Trigger warning: The novella featured in this post contains content relating to rape and sexual abuse.
I found myself ‘without book’ the other night, I’d finished all my current reads, couldn’t sleep and felt too intimidated to pick up a book with any heft from my shelf. I happened upon ‘Peach’ by Emma Glass, although only just, running my finger along the spines on my shelf it so easily could have slipped past, being a story told in less than 100 pages.
It felt quite ironic that in trying to avoid a book with heft I had then gone and picked up one that is likely to have knocked me for six than I can imagine any other novel is likely to this year. I read the whole thing in one sitting and was completely blindsided. The last time I can remember a similar reading experience was with the shock I felt finishing ‘A Girl Is A Half Formed Thing’ by Eimear McBride.
I will be reading ‘Peach’ again, without a shadow of a doubt, I think I will gain much more from a second reading. I may be doing you a disservice talking about it after the initial ‘hit’ but on the other hand my feelings towards it will never be this fresh again.
We meet Peach, a young woman currently attending college, making her way home one night after she has been attacked and raped. The book then follows her trying to absorb the shock of what has happened. Peach now lives in a hazy, lonely ‘post’ world where only she carries what has happened to her, although sometimes her pain seems to imprint itself on her skin, calling out for somebody to help her. The confusion and fear she feels is portrayed to us in surreal way, a real sensory overload. Peach describes those she encounters as if they are made up of different food stuffs, textures and smells all heightened to her now.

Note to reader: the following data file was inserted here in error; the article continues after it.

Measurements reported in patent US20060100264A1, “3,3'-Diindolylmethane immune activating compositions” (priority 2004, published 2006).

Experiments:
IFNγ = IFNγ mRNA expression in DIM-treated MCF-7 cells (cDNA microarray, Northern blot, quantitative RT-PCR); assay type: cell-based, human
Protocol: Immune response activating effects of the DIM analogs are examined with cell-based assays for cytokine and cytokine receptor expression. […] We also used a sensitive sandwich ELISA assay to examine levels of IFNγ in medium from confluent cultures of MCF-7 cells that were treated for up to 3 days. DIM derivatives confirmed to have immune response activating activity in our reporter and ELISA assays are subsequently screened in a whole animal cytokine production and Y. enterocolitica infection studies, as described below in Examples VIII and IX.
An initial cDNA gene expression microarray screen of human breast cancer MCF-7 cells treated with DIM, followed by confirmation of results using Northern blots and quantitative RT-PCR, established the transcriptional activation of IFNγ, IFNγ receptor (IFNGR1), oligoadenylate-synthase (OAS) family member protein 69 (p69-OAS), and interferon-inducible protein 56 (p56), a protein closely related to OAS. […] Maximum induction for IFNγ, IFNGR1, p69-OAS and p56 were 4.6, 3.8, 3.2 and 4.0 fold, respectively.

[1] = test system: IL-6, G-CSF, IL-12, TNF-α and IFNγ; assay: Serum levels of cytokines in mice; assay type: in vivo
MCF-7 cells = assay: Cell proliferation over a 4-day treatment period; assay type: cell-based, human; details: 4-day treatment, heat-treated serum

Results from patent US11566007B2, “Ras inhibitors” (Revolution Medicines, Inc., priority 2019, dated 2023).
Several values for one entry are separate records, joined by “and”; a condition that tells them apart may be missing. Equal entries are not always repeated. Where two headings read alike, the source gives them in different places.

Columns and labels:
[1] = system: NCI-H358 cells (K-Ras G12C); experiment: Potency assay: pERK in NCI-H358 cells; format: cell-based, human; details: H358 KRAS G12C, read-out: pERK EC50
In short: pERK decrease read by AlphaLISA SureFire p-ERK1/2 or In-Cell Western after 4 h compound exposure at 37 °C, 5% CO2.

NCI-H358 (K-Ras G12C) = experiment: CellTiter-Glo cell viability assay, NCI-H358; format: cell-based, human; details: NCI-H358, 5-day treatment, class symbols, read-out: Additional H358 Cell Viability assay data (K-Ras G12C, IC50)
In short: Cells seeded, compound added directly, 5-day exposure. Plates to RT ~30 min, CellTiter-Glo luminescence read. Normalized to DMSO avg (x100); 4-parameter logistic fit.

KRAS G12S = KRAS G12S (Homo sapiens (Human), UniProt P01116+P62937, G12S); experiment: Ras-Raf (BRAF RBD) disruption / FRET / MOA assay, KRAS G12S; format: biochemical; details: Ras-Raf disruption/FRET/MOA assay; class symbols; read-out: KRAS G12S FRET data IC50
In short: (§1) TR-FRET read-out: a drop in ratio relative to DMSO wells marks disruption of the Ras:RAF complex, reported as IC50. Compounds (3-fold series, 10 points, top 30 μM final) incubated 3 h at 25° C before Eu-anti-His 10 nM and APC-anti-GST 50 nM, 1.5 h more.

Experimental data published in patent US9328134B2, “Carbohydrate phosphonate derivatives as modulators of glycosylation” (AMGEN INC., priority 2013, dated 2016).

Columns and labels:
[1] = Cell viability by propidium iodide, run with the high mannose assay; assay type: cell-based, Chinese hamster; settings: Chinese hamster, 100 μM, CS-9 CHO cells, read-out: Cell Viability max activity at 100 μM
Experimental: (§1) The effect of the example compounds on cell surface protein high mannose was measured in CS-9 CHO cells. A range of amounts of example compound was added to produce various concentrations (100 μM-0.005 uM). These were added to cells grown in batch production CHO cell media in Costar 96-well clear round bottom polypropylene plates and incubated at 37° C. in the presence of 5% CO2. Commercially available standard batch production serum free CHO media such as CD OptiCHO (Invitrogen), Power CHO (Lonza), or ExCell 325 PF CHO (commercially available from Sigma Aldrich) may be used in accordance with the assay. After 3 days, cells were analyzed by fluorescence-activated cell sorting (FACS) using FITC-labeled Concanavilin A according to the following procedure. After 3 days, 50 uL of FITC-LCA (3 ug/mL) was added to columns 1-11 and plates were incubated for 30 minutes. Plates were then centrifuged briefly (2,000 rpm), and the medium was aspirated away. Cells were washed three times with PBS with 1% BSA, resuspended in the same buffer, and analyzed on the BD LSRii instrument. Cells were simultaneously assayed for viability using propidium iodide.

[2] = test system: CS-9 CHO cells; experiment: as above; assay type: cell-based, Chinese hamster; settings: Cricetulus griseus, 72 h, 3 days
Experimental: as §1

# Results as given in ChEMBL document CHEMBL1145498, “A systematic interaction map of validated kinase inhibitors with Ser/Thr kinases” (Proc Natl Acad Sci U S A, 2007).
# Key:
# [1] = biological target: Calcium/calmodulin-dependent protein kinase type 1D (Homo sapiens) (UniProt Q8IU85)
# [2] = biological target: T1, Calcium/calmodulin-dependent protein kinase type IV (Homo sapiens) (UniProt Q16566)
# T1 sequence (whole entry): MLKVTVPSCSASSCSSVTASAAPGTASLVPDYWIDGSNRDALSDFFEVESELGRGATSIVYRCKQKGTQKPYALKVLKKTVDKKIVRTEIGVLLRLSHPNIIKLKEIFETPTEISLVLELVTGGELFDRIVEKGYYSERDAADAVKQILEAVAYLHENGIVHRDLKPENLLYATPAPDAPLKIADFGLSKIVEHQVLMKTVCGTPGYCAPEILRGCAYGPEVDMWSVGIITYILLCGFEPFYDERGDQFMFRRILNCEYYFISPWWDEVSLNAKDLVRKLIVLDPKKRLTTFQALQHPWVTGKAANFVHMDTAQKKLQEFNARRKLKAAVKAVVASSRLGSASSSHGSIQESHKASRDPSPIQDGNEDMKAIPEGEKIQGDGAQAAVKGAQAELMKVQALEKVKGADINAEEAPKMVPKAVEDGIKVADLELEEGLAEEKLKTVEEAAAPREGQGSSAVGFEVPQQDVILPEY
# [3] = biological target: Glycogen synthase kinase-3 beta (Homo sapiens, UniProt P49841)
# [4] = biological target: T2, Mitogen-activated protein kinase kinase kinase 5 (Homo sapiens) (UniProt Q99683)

The language is raw and visceral. In the opening pages we find Peach alone in her bedroom using thread and needle to sew up the bloody tear that is sending pain through her body. At points I felt like I was reading poetry, the lyrical nature, words rolling one after the other. The writing style is so vivid, truncated sentences with each word chosen to directly express to the reader the feeling of that moment. I read part of the book aloud, it seemed right as with Glass invoking every sense within Peach so powerfully I also wanted to engage my senses, hear those words, the shape of them and the feeling they had in my mouth.
The time I spent with Peach was something like a dream, the heady, other worldly place she now seems to exist in, to me feeling very much like a time when life has so suddenly and dramatically changed for you that you do find yourself seeing through different eyes and experiencing your body anew.
This is strong stuff and like ‘A Girl Is A Half Formed Thing’ I suspect won’t be for all readers, but I found it bold, beautifully written and boundary pushing. I think it is good to be challenged and encounter art that is so powerful it is lodged firmly in your mind to be thought about for days and weeks after encountering it.
Now excuse me while I go and read ‘Peach’ for the second time in two days.
Peach by Emma Glass £12.99 (Bloomsbury Circus)